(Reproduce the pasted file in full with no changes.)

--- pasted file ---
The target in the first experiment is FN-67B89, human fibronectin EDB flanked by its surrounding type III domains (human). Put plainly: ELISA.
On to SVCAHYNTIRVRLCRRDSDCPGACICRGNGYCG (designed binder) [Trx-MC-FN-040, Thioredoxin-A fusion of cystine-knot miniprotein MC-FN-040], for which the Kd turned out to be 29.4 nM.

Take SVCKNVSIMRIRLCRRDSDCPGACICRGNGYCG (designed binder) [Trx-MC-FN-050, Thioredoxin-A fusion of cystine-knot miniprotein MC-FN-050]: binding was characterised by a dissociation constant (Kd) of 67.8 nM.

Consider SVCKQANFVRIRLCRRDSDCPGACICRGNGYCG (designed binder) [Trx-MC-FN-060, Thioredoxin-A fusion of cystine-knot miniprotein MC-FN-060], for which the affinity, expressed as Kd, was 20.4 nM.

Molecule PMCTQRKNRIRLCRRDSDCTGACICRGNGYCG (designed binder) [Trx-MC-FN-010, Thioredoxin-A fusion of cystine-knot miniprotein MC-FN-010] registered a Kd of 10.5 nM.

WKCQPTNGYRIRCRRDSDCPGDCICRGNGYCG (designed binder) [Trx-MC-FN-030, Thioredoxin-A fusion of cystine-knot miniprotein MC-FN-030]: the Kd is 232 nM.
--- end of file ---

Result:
The target in the first experiment is FN-67B89, human fibronectin EDB flanked by its surrounding type III domains (human). Put plainly: ELISA.
On to SVCAHYNTIRVRLCRRDSDCPGACICRGNGYCG (designed binder) [Trx-MC-FN-040, Thioredoxin-A fusion of cystine-knot miniprotein MC-FN-040], for which the Kd turned out to be 29.4 nM.

Take SVCKNVSIMRIRLCRRDSDCPGACICRGNGYCG (designed binder) [Trx-MC-FN-050, Thioredoxin-A fusion of cystine-knot miniprotein MC-FN-050]: binding was characterised by a dissociation constant (Kd) of 67.8 nM.

Consider SVCKQANFVRIRLCRRDSDCPGACICRGNGYCG (designed binder) [Trx-MC-FN-060, Thioredoxin-A fusion of cystine-knot miniprotein MC-FN-060], for which the affinity, expressed as Kd, was 20.4 nM.

Molecule PMCTQRKNRIRLCRRDSDCTGACICRGNGYCG (designed binder) [Trx-MC-FN-010, Thioredoxin-A fusion of cystine-knot miniprotein MC-FN-010] registered a Kd of 10.5 nM.

WKCQPTNGYRIRCRRDSDCPGDCICRGNGYCG (designed binder) [Trx-MC-FN-030, Thioredoxin-A fusion of cystine-knot miniprotein MC-FN-030]: the Kd is 232 nM.